As I’ve said time and time again, the reason we love 1960s drag racing so much is because the sport in that era was full of cars that had personality and character. Are modern drag cars fast and safe? Sure. But today’s cookie-cutter aerodynamic racers are a far cry from the radical, experimental machines that filled the staging lanes in the ’60s.
And that brings me to Leggin’ It, a 1965 Plymouth Barracuda owned by Joe Hickenbottom that I came across at last year’s California Hot Rod Reunion.
This Mopar build represents all that’s great about 1960s gassers, with a perfect mix of patina and all of the cool period-style modifications that made these cars so memorable.
For starters, there’s the radiused rear fenders with giant Hoosier drag slicks poking out from each side. And don’t forget the mixture of dirt and rubber chunks that’s been thrown up onto the rear quarter panels.
Also key is the nose-up stance with a straight axle conversion at the front, and a gnarly set of headers dumping out just before the doors.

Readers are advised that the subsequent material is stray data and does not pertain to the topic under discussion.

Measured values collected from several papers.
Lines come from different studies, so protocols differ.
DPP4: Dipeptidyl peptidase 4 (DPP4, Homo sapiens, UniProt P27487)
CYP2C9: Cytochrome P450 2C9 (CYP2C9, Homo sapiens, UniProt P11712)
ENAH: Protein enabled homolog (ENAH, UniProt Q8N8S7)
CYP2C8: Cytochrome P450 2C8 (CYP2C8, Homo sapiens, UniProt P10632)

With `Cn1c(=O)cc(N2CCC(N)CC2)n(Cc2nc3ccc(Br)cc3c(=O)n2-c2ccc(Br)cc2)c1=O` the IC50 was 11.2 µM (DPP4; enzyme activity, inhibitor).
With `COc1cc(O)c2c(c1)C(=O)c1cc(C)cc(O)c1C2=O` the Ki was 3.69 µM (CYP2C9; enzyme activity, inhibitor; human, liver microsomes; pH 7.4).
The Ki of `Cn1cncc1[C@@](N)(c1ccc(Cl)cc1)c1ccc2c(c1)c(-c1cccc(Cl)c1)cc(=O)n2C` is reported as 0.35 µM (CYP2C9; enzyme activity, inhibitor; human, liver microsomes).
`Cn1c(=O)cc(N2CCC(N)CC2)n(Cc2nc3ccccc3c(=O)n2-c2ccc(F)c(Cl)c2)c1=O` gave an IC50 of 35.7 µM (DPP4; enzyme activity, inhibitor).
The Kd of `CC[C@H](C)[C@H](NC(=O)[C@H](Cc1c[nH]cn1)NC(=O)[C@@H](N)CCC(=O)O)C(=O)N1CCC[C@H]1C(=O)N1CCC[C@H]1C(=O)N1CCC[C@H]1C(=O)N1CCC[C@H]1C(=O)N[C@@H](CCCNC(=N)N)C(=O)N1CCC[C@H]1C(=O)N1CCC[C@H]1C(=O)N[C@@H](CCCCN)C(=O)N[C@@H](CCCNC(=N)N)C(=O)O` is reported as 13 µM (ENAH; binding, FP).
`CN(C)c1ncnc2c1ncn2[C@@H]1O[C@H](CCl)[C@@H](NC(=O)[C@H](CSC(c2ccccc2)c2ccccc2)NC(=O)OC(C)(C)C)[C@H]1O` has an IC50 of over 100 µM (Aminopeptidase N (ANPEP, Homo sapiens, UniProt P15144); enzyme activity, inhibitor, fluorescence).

The headers are affixed to a big block Mopar V8 that’s set well back into the engine bay and sports a high-rise manifold with a pair of four-barrel carbs poking out through the top.
The Barracuda’s cockpit is bare bones; most of the factory stuff has been ditched in favor of a simplified instrument setup, period-style seats and of course a rollcage for safety purposes.
And finishing it all off are some really cool hand-painted graphics and artwork that’s seen not just on the sides of the car but also on the inside of the one-piece fiberglass front end.
It’s speed meets style meets experimentation.
Cars like this one make nostalgic drag race meets some of the most enjoyable events to cover, and I’m already starting to get pumped for the upcoming season.
I think one of my utmost favorite things about these old drag cars is the period correct artwork on the side. "Leggin' It!" with pinup stocking sprawled across the door is just so right. And under the hood, too!
@Elvis this isnt a prepared shoot, he didnt have permission to do what he wanted with the car. Of course he had to ask the owner if he could write a story on it.